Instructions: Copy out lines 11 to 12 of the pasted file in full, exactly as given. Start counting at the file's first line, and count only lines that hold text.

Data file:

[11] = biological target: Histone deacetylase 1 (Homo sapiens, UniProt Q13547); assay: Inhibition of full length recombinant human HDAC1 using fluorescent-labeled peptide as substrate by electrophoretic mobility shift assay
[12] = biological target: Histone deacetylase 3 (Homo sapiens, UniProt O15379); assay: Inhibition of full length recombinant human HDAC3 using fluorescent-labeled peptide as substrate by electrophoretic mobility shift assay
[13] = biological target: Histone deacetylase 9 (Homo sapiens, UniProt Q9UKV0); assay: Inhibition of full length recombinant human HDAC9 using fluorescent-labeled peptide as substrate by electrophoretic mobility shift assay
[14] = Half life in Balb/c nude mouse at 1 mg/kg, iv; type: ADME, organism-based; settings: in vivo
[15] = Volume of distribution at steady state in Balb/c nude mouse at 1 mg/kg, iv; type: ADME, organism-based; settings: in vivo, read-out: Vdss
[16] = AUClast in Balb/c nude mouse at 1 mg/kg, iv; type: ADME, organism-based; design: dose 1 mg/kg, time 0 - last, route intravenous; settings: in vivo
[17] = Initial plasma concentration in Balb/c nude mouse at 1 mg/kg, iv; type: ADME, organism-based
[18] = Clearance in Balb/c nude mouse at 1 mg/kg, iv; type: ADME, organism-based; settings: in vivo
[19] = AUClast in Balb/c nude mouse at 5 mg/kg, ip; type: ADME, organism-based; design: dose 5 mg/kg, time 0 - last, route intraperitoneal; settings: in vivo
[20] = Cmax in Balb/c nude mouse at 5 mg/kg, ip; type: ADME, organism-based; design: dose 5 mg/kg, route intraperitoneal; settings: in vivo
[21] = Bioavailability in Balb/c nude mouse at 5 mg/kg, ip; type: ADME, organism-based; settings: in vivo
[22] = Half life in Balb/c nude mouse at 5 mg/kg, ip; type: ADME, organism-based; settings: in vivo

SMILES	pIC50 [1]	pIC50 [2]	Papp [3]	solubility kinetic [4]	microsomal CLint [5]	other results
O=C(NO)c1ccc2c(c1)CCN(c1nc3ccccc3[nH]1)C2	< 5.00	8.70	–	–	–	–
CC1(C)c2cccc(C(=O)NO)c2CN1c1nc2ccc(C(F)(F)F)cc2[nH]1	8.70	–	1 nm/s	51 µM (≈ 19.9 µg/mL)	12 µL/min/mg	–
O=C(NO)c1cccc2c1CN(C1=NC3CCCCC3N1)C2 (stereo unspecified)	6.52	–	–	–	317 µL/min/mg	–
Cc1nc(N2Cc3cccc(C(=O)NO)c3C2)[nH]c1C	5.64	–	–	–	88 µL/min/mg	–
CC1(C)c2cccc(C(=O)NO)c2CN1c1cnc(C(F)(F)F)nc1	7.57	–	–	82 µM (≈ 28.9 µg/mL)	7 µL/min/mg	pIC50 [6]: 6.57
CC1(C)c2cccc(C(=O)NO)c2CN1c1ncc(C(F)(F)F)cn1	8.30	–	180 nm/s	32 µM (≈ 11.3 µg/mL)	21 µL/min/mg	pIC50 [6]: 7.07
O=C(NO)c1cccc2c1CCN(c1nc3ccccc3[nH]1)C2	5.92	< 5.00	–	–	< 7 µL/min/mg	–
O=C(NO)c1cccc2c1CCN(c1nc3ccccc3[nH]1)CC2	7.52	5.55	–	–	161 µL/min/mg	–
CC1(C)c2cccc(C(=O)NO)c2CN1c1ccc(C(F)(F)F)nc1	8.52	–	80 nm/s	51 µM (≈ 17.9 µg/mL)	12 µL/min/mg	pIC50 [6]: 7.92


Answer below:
[21] = Bioavailability in Balb/c nude mouse at 5 mg/kg, ip; type: ADME, organism-based; settings: in vivo
[22] = Half life in Balb/c nude mouse at 5 mg/kg, ip; type: ADME, organism-based; settings: in vivo